Reflections may be avoided, if the load’s impedance matches the characteristic impedance of the transmission line, making the line seem infinitely long, as far as the source is concerned. This is due to a resistor’s ability to continuously dissipate energy, just as an infinitely long transmission line would eternally absorb energy. Should the source’s impedance be exactly equal to the line’s, a reflected wave, which reaches the source, would be dissipated entirely. However, if these two quantities do not match, the wave is partially re-reflected to the load end of the line, as another incident wave.
Figure 6. Free end (left) and fixed end (right) reflection of incident wave
The wavelength of a signal is defined as the distance between successive crests (or troughgs) of a wave. Equation 6 shows the relationship between wavelength, frequency, and velocity.
v is the velocity of propagation
f is the signal frequency
λ is the wavelength
Whether a conductor can be considered a transmission line or not depends on the frequency content of the signal and the propagation speed along the conductor. One generally accepted rule of thumb is that if a transmission line is more than about 1/10 of a wavelength, then propagation effects should be considered. Cat-6 Ethernet cable has a typical velocity factor of about 0.65, or 1.95e8 meters per second. A 2m cable thus represents 1 wavelength at 97.5MHz. This is qualitatively a “high” frequency - it's well above audio, and in the middle of the FM broadcast band. But remember the rule of thumb - at 97MHz the 2m cable is definitely a transmission line. But transmission line effects - reflections and standing waves that can potentially corrupt communications - will begin to take effect around 9.7MHz!
9.7MHz may still sound “fast”, but consider a common situation where one microcontroller (such as an Arduino or Raspberry Pi) is communicating with another. 2 meters is “not too far” away, so perhaps the 2m Ethernet cable would work for typical UART Baud rates - 9600 Baud, 115200 Baud, or even a bit faster.
But other “medium speed” protocols can be considerably faster - Serial Peripheral Interface (SPI) clock rates of 10MHz are typically supported even on “slow” arduino processors, and can operate up to 100MHz.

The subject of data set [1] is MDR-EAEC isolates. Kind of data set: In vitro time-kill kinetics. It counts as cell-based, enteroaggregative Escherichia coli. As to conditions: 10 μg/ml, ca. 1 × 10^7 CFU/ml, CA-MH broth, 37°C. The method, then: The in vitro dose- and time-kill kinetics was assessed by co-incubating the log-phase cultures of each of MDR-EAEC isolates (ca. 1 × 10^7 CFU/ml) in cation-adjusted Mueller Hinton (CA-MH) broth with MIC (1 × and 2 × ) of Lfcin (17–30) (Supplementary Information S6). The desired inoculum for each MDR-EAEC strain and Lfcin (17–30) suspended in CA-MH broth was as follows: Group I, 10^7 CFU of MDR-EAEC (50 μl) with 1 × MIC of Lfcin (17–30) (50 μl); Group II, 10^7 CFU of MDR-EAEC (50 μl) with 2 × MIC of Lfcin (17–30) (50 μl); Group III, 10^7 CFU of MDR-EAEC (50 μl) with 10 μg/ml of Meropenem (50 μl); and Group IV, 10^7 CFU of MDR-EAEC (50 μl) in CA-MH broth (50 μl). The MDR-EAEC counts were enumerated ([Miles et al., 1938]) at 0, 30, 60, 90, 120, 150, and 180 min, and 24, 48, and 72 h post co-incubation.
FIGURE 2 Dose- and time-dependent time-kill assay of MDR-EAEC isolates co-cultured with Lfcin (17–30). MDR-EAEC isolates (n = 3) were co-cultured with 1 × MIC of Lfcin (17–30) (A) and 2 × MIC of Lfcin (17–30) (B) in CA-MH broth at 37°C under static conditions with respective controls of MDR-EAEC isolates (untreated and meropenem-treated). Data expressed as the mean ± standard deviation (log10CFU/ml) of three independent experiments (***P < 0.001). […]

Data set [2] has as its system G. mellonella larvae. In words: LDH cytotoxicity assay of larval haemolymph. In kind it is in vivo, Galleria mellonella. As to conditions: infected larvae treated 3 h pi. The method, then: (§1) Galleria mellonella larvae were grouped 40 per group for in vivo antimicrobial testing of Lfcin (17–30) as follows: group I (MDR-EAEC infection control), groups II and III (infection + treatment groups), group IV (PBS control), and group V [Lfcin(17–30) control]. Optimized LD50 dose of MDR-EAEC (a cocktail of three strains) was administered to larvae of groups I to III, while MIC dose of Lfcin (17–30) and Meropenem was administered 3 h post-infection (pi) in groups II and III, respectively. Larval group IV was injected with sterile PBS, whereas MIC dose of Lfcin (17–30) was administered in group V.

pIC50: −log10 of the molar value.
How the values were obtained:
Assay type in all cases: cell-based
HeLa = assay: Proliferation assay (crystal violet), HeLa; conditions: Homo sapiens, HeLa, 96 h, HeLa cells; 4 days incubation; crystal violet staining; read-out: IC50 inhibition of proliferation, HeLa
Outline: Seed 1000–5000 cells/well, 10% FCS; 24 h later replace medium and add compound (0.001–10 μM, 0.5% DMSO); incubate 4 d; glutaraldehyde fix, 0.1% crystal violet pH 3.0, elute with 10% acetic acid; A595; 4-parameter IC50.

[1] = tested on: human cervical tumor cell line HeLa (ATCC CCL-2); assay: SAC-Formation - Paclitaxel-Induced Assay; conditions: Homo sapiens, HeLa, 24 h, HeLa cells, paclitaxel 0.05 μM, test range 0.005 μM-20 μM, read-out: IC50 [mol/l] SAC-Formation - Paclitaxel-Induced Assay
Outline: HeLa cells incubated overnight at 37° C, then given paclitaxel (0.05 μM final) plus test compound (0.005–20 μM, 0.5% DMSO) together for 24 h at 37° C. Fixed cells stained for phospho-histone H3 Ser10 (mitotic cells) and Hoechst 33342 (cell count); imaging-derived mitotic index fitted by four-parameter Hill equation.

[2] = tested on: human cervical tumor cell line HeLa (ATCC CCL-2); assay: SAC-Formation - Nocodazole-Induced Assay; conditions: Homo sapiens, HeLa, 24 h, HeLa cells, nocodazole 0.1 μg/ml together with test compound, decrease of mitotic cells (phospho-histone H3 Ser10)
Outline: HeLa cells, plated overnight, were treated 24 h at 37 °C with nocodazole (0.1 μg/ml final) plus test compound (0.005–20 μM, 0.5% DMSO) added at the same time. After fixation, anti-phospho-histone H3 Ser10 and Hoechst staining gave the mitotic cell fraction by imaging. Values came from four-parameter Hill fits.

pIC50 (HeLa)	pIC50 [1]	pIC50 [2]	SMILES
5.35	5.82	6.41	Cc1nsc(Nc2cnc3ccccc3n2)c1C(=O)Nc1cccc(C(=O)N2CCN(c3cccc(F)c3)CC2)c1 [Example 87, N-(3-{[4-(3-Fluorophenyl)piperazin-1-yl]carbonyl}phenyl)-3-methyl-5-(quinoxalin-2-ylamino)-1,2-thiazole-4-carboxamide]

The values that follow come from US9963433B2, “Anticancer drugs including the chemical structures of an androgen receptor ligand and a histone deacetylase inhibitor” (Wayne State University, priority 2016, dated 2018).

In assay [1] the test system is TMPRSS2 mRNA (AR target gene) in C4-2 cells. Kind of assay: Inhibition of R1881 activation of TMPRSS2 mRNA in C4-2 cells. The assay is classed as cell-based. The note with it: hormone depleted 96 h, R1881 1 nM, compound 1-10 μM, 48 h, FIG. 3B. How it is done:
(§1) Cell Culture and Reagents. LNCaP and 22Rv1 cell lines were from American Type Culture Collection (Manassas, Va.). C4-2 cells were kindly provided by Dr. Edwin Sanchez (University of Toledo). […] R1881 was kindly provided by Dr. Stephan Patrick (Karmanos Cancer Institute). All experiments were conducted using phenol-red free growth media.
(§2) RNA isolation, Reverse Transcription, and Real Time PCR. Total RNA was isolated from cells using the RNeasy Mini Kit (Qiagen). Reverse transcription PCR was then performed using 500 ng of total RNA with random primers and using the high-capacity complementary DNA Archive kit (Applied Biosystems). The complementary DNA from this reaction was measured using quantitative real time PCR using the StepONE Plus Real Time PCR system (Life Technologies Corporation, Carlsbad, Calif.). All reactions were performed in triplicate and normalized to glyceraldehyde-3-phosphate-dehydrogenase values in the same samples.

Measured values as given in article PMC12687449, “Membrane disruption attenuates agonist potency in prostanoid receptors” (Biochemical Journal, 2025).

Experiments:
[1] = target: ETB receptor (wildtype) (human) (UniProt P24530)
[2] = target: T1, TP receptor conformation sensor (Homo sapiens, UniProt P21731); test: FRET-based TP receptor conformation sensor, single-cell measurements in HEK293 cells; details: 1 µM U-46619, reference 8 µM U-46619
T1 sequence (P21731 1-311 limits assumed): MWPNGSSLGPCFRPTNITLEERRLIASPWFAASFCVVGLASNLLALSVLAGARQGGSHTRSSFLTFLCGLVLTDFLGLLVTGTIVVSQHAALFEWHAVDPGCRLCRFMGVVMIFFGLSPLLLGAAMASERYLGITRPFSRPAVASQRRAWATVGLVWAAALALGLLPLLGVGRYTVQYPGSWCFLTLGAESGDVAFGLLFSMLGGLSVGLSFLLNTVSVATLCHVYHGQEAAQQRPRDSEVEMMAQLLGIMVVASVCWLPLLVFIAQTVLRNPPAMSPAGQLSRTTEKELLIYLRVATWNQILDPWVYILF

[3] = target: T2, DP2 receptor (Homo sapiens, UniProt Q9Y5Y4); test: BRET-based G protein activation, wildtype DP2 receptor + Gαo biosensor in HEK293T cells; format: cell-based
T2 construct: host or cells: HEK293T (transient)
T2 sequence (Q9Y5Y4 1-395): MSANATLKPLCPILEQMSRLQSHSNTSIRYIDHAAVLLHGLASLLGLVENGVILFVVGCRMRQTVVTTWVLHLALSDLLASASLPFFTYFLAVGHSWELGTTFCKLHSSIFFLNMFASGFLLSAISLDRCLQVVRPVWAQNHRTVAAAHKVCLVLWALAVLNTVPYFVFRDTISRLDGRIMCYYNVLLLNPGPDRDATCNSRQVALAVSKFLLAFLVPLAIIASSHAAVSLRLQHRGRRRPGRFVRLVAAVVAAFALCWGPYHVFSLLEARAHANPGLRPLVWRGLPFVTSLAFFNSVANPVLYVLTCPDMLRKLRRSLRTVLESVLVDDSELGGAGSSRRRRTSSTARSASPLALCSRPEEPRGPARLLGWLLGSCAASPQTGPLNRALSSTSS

But even at these rates - there is a BIG catch - from a transmission line standpoint, the Baud rate or SPI clock frequency is IRRELEVANT! A single rising clock edge can be approximated by a Heaviside Step Function, which has infinite frequency content(!). This means that even the shortest cable, or circuit board trace, must be treated as a transmission line. But in reality, the microcontroller's output pin can't drive an infinitely fast rising or falling edge. But it is indeed the edge rate of such signals that must be considered in order to keep reflections to an acceptable level.
Let there be a transmission line with a mismatch in impedance between the line and the load. Reflections which occur will add or subtract with the oncoming incident waveform, producing standing (stationary) waves. A standing wave is obtained by adding the reflected wave to the incident wave, as shown in figure 7. Though it oscillates in instantaneous magnitude, a standing wave does not propagate along the wire’s length. When analyzing standing waves, two categories of points arise: a node – a point on a standing wave where the amplitude is minimum, and an antinode – a point on a standing wave where the amplitude is maximum. Nodes remain fixed, while the position of the antinodes may vary. The standing wave pattern is given by alternating the nodal and anti-nodal positions. A method of expressing the magnitude of the effect that standing waves have on our transmission line is a as a ratio of maximum amplitude (antinode) to minimum amplitude(node), for either voltage or current. This is known as the standing wave ratio (SWR). A perfectly terminated transmission line implies SWR=1. Certain frequency values will determine a correlation between the nodes and antinodes, which results in resonance. Should the maximum values of amplitude of the standing waves be exceedingly high, the transmission line may be subject to deterioration. Voltage antinodes may degrade the insulation between conductors, while current antinodes may cause excess heat in the conductors.